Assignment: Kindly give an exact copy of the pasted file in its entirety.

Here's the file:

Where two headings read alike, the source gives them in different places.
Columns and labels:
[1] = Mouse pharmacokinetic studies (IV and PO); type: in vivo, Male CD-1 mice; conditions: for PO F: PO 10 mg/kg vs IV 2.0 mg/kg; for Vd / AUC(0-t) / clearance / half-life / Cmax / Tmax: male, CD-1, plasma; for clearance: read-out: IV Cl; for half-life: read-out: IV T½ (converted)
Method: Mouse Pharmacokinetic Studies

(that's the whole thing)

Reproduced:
Where two headings read alike, the source gives them in different places.
Columns and labels:
[1] = Mouse pharmacokinetic studies (IV and PO); type: in vivo, Male CD-1 mice; conditions: for PO F: PO 10 mg/kg vs IV 2.0 mg/kg; for Vd / AUC(0-t) / clearance / half-life / Cmax / Tmax: male, CD-1, plasma; for clearance: read-out: IV Cl; for half-life: read-out: IV T½ (converted)
Method: Mouse Pharmacokinetic Studies